Chronic pelvic and testicular pain are poorly understood disorders that are quite common. They can be difficult and frustrating to treat for both patients and physicians. Most of the time these are chronic conditions, but sometimes they may signal more significant health issues.
Chronic testicular pain
Testicular pain may arise from a number of areas, sometimes from direct injury to the testicle, but other times the pain may be referred from other locations. There are many potential causes of testicular pain including infection, medications, nerve injury, varicocele, hydrocele, spermatocele, twisting (torsion) or cancer. In some cases, the cause of chronic testicular pain may be easily identified and treated, in other patients, it may be more difficult and a cause may not be identified.
In all cases of chronic testicular pain you should see a physician for evaluation.
Chronic pelvic pain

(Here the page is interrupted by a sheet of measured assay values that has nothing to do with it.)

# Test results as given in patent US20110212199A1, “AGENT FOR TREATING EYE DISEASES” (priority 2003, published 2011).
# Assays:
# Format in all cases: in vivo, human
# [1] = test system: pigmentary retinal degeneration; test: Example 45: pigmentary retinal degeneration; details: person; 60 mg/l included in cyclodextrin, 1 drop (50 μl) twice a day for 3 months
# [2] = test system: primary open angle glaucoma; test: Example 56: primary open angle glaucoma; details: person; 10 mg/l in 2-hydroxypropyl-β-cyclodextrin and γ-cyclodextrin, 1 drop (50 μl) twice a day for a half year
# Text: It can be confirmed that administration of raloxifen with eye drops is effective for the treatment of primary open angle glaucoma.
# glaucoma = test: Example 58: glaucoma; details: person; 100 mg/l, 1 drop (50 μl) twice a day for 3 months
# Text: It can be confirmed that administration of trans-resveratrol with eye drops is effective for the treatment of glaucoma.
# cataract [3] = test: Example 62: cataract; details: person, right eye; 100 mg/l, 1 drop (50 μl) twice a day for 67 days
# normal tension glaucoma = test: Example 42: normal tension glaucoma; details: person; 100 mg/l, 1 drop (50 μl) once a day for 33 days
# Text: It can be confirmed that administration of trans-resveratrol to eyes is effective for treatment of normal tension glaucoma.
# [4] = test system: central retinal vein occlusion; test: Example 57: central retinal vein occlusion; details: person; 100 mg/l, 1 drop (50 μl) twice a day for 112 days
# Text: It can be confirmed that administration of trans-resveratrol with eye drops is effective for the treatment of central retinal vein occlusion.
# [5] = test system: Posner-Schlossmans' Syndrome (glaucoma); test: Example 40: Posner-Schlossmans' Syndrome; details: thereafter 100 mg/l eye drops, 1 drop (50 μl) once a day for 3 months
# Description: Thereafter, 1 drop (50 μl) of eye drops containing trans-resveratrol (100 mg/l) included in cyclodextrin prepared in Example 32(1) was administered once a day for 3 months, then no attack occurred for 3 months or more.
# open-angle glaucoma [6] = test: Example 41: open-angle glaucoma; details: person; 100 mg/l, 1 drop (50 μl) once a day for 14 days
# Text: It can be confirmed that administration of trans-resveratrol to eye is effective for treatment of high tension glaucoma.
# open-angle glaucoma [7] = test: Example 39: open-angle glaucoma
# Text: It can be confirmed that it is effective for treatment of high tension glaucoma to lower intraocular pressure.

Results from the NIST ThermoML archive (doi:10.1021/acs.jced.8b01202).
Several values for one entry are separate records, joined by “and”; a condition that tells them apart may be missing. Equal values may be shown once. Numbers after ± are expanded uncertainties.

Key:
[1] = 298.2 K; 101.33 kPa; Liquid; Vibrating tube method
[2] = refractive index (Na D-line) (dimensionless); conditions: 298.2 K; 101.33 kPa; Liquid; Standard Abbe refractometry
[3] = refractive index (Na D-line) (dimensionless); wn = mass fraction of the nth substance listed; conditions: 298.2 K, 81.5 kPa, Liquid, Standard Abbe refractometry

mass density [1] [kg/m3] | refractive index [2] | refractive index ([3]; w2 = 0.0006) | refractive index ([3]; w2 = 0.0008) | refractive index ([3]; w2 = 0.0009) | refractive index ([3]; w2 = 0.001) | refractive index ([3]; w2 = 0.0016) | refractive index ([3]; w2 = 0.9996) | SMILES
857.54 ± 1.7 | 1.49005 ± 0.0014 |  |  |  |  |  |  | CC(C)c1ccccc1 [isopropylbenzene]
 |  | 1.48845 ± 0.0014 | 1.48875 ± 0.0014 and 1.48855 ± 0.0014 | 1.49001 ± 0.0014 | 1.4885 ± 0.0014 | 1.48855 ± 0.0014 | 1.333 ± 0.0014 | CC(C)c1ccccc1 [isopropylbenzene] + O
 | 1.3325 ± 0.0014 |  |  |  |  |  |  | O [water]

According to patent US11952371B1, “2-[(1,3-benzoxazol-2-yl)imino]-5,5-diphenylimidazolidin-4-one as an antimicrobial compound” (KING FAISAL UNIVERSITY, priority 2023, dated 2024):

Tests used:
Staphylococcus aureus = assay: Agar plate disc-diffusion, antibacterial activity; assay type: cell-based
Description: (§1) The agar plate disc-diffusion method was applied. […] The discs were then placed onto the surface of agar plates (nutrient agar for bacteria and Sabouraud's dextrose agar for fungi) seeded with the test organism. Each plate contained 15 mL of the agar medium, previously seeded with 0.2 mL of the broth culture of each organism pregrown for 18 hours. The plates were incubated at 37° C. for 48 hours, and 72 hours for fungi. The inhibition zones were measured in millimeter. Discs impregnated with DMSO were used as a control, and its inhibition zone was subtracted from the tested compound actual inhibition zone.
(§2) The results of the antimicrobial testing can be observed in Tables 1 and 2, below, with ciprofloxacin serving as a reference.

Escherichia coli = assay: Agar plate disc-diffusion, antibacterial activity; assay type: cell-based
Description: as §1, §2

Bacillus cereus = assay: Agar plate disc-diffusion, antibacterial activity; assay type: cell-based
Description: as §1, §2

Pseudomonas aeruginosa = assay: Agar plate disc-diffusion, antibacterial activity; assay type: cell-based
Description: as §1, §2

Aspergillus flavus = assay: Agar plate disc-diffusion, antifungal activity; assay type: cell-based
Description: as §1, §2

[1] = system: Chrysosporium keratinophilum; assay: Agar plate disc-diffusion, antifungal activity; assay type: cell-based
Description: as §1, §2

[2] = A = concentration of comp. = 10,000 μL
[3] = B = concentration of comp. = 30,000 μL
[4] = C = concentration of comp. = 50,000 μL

Chronic pelvic pain syndrome or sometimes erroneously referred to as "chronic prostatitis" refer to a range of chronic pain symptoms in men including perineal discomfort, pain with ejaculation, difficulty urinating, and burning with urination. If an infection is present, it is treated with antibiotics. If no infection is present, it may sometimes be difficult to treat and may require a multimodal treatment approach. Chronic pelvic pain can affect both men and women. First line therapy is to rule out any underlying structural abnormalities and then see a trained pelvic floor physical therapist who works hand in hand with our urologists. If you are having symptoms that are not improving you should see a provider that specializes in treatment of men's health issues such as a urologist.